Lesson 5 of 6
Objective: SWBAT use a glossary to define new words in their books
We have been using informational texts about animals to study animals and explore text features. Today we are going to further explore the glossary. To activate prior knowledge I show them my book and ask, "what genre is my book?" They tell me nonfiction. I prompt them to tell me another word that means nonfiction. The Common Core Curriculum uses the words informational texts and I try to get my students to use those words as well. We have used the words informational texts in previous lessons so when I ask for other another word the majority of the students tell me "informational." There are still a few students who say, "fiction." I will address this in a mini lesson with a small group of students at another time.
Next, I ask my students, "what type of text features can you find in informational texts?" As they tell me which text features they remember I point them out on our wall. I have included a picture of the posters on our wall in the resources section. We put these up when I first introduced text features in the lesson Fiction or Nonfiction? As I point to the wall students are prompted to read and recall other text features.
I open up my book to the glossary and tell the students we are going to talk more about this text feature. I ask them, "what text feature is this?" They tell me, "the glossary." My next question is, "what does the glossary teach us?" I am looking for the answer, "it tells us important words and what they mean."
Common Core has students exploring informational texts and text features in early grades. Along with the shift to explore more informational texts is the shift to teach meaningful academic vocabulary. Here is a link to a video explaining more about the shift to meaningful academic vocabulary and the 3 tiers words are categorized into.
- The standards expect that students will grow their vocabularies through a mix of conversations, direct instruction, and reading. The standards will help students determine word meanings, appreciate the nuances of words, and steadily expand their repertoire of words and phrases.
Today we are going to be using informational texts about animals to learn new vocabulary.
I will show my students how a glossary is helpful to us. I find a bold word in the text. I point out how these two text features (bold words and the glossary) are often connected. I read paragraph that the word is in. I remind students that the bold word means that it is important to the text, and ask if anyone knows what it means. I explain to my class that it is important to understand the meaning of the words you are reading. After taking some students guesses, I ask them where they can find out what it means. The glossary. I turn to the glossary and read the definition. I turn back to the page with the word and read it again. "Does it make more sense now that we know the definition?"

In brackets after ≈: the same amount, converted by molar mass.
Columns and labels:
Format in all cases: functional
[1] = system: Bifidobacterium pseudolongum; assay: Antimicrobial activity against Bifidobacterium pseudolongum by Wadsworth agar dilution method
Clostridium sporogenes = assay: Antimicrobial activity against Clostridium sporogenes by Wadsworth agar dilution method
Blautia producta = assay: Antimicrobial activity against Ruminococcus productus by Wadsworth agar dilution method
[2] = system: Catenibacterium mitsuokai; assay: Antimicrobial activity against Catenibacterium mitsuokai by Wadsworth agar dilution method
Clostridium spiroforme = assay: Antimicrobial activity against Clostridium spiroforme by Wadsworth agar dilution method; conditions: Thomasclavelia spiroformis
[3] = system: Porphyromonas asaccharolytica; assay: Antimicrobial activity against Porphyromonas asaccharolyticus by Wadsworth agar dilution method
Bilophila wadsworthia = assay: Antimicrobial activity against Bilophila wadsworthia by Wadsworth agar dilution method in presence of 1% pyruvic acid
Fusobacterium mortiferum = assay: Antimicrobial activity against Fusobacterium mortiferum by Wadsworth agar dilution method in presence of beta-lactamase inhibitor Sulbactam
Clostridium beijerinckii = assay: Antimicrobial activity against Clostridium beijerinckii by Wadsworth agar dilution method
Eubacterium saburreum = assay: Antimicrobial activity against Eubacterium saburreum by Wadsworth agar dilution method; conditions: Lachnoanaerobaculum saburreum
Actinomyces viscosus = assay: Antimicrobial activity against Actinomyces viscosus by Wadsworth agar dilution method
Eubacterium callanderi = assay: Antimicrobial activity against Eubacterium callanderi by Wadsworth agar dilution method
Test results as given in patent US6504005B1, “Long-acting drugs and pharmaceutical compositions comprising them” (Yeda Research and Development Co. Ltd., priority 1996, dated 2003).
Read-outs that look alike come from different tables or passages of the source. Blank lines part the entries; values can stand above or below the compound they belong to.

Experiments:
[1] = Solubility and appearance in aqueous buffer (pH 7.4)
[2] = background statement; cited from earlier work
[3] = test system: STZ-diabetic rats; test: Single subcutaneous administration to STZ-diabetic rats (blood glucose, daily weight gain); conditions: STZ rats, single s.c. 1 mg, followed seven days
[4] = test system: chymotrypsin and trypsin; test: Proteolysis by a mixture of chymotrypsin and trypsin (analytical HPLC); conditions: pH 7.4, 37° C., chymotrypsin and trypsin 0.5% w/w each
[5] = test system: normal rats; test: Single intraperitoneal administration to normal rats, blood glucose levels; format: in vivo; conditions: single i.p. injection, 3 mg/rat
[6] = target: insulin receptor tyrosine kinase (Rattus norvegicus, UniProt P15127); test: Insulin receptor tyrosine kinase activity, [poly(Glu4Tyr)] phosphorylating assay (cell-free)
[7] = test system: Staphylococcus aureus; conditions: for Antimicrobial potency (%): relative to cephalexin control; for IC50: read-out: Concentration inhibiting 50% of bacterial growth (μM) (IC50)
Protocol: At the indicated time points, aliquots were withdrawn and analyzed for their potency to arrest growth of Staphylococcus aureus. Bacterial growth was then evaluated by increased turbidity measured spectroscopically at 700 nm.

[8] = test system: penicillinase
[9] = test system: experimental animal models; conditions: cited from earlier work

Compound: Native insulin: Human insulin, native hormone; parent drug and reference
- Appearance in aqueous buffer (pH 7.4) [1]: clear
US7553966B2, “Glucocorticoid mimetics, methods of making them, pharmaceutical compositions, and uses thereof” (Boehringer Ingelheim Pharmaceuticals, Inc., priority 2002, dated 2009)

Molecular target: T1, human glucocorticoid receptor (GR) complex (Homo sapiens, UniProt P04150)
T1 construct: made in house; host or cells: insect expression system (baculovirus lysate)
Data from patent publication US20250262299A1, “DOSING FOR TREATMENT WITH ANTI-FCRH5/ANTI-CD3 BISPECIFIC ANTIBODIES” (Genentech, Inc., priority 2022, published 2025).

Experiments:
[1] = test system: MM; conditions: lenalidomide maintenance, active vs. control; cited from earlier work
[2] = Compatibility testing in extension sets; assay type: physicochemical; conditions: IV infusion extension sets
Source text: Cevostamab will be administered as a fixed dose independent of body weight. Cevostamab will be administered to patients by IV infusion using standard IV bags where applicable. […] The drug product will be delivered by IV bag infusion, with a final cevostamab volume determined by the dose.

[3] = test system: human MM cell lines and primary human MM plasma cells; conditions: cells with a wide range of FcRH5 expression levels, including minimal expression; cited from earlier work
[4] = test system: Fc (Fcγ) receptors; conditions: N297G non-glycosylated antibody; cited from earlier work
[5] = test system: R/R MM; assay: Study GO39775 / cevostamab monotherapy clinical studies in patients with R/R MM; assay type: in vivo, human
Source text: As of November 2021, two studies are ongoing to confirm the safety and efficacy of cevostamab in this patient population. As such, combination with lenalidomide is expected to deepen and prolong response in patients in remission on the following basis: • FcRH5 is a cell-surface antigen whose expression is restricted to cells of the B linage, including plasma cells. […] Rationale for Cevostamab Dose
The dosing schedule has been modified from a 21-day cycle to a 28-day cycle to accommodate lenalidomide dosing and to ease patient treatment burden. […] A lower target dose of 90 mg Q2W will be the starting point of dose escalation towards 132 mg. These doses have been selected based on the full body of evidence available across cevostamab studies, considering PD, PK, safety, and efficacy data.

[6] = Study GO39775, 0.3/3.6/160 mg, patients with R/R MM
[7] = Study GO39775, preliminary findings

I model a fun way to learn vocabulary words; making a foursquare. I show how to fold my paper into fourths, and give a heading to each box (word, definition, sentence, and picture). I ask my students to help me. "What was my word?" "Which box does it go in?" "What does it mean?" "Where does the definition go?" "What could I write for my sentence? Remember the sentence must include the word." "Which box do I write it in?" "What could I draw as my picture?" My picture needed a label. It was of a tongue. So we drew a mouth with a tongue sticking out. I drew a line pointing to the tongue and made a label for the tongue.
Prior to this lesson students chose books from the library about an animal. The school librarian has the books labeled by grade level. In my classroom students have a bookmark that tells them which Lexile level they should look for when choosing a book from our classroom library. Since our school library hasn't yet made the switch to Lexile Levels, students also have a grade level range on their bookmark. Our librarian, myself, the bookmark, and my students using strategies to find a good-fit book, pick a nonfiction text about an animal that is on their reading level.
I have a large ESL population and many readers that are far below grade level in reading. The vocabulary we will be learn is differentiated by the books they are using to do their animal research. Your students may have more complex books with more complex vocabulary. My students are new to most of the words they have written on their 4-square. We talked about choosing words that are interesting to them, and are words they didn't know before.
Today they are going to choose one word from the glossary and make a foursquare about the word. Please watch the video of one of my students explaining what she wrote.
To make the foursquare they fold the paper into fourths. In one box they write the word. In another box they write the definition. In another box they create a sentence for the word, and in the last box they draw a picture. I have included photos in the resource section.
To conclude our lesson I have a few students share their work with the class. They were very excited to show their pictures and their sentences.